Robert Boner was convinced but he retired in 2010 and passed the torch to Rita Production which, with this pilot film, quickly secured the financing for a Swiss-French coproduction. We recorded the voices at the end of 2013, but Paulin had grown up and no longer corresponded in any way to the role of Zucchini. He was sad and Marie-Eve Hildbrand (who had supervised all stages of the voice work, from casting to editing and including directing the actors) had the idea of having him play Simon and suggested to Gaspard Schlatter that he take over the role of Zucchini. We were all very relieved from the first tests.
TMS: I feel like a lot of films don’t always portray children accurately, writing them as too adult or simple and one-dimensional. I loved that Zucchini painted a multidimensional look at the childhood of kids with very tragic backgrounds. What was your approach to this and do you see Zucchini as a unique movie in that aspect?
Barras: No, I was very inspired by films such as Grave of the Fireflies by Isao Takahata or, more recently, The Wolf Children Ame and Yuki by Mamoru Hosoda. It is appropriate for melodramas to portray childhood sufferings, but it is true that this is not a genre that is very fashionable. The book Autobiography of a Zucchini is a rather amusing monologue that talks about sad things by shedding light on them. That is also what childhood is, fits of laughter and inconsolable sadness. But to render this realistic story cinematographically is no small matter.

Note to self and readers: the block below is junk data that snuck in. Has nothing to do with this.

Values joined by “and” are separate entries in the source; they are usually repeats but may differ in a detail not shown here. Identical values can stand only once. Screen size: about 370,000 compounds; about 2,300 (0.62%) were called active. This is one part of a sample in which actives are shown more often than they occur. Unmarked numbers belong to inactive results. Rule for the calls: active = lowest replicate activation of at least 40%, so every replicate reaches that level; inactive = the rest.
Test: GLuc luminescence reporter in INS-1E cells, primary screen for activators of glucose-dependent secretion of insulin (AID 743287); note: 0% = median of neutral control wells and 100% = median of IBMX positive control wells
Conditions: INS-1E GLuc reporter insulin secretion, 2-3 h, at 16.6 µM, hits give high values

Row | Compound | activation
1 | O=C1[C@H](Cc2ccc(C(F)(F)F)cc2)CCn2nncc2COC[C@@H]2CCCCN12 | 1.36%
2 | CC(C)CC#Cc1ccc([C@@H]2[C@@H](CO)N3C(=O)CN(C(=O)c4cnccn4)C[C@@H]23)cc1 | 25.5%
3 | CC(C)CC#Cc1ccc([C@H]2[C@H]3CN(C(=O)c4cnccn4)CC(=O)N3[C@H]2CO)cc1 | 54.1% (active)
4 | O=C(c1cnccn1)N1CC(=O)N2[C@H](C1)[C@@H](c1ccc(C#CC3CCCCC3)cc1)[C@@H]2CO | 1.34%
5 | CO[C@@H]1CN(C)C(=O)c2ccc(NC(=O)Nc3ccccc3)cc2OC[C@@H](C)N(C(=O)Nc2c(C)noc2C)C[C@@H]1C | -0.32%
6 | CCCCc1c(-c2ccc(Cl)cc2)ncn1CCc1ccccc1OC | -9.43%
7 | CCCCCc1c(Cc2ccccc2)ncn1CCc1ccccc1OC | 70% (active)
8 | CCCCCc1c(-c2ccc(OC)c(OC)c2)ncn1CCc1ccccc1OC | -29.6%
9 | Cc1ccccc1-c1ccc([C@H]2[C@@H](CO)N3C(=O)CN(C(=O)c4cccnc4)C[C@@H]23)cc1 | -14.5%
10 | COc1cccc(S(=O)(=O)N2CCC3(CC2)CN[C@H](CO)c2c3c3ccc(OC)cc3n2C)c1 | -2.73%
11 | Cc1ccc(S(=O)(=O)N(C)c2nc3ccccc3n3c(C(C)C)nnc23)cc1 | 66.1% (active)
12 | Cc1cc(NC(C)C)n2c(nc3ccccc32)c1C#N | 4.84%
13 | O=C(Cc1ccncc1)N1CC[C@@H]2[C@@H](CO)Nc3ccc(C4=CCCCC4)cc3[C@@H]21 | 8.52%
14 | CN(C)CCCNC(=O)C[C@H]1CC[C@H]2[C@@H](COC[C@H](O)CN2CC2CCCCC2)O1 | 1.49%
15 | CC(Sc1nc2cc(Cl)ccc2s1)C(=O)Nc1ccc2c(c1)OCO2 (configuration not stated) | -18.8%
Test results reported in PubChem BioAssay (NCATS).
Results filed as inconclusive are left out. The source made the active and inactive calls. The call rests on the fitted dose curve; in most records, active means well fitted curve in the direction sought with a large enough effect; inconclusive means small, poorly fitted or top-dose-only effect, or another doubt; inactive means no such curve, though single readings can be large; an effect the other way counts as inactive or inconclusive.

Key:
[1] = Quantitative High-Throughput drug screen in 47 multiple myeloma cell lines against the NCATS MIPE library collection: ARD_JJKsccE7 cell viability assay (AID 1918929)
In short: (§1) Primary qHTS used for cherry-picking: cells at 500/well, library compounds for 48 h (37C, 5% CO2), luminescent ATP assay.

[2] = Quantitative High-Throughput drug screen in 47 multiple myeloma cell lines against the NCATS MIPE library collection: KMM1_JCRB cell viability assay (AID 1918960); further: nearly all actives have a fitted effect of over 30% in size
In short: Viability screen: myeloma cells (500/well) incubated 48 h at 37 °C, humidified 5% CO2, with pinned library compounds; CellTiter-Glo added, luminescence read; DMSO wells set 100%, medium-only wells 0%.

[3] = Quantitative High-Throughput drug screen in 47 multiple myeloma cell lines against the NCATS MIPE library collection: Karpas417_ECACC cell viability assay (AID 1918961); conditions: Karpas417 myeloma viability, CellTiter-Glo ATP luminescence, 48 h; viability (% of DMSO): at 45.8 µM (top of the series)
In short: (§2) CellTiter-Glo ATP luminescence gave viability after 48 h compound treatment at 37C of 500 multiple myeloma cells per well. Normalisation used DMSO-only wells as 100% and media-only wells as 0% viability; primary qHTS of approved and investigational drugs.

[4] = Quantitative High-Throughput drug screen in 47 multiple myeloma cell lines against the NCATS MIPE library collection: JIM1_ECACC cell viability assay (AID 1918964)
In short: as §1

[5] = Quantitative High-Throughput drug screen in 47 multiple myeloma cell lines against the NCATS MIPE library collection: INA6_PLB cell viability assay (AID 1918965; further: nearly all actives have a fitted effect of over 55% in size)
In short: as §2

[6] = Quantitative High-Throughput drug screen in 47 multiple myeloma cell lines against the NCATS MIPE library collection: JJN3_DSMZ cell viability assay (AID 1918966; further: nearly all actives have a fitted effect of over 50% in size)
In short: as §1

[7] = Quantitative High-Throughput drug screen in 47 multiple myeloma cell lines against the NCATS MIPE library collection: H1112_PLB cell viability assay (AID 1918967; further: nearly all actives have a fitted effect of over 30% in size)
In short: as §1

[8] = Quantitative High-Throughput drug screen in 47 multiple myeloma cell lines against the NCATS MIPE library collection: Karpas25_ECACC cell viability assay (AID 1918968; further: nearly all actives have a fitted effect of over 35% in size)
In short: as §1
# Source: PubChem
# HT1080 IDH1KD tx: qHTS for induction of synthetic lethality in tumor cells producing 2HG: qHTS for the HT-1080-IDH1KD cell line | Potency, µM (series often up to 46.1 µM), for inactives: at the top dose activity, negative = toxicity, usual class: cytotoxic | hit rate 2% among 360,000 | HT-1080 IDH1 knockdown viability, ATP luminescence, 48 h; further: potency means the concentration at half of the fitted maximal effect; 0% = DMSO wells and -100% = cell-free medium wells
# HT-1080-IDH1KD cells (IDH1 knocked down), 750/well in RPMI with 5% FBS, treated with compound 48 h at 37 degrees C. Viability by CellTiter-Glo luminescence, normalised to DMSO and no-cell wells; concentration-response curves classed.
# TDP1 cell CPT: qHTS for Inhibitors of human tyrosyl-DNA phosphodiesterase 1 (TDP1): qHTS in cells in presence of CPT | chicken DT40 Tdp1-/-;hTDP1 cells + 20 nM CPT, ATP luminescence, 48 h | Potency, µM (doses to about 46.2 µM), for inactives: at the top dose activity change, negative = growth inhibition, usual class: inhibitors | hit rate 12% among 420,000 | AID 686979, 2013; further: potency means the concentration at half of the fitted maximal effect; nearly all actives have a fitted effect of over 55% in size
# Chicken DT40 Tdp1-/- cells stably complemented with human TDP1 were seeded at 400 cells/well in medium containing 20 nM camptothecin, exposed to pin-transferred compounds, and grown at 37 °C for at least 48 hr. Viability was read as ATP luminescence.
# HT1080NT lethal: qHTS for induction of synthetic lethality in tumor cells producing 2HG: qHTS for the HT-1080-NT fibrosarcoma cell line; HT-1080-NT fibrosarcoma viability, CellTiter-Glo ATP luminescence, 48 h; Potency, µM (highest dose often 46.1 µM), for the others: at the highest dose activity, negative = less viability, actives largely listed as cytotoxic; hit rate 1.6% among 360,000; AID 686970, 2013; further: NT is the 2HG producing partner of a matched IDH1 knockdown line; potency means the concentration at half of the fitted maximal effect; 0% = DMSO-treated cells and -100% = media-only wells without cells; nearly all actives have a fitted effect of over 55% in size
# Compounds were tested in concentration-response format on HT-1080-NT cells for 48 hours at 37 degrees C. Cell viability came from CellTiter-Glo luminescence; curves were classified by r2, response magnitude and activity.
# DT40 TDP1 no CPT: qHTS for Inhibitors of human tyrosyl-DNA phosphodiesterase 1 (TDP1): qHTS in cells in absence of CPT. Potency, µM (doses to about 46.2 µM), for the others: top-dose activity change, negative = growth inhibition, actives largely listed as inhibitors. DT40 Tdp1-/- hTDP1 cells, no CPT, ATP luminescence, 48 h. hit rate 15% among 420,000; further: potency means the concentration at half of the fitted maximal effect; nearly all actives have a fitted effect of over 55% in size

Morgan Navorro, a friend who writes books for young people and who has a very good dialogue sense helped me at a certain point, but it is Céline Sciamma who finally found how to mix humor and sadness with lots of tenderness and empathy. The key, she says, is to manage to think like a child and not to wonder how children speak. That is the screenplay’s great success, this jumble of childish emotions. We laugh in the sad scenes and cry in the happy ones.
TMS: More broadly, how should creators address these very serious topics in a children’s movie?
Barras: When Céline had me read the final screenplay, I realized that I was holding a very beautiful story in my hands and at that moment I felt great excitement mixed with great responsibility. That is what I think must guide us when we make a film intended for children, irrespective of its genre, a form of responsibility to these beings who are our future and to whom we transmit our values.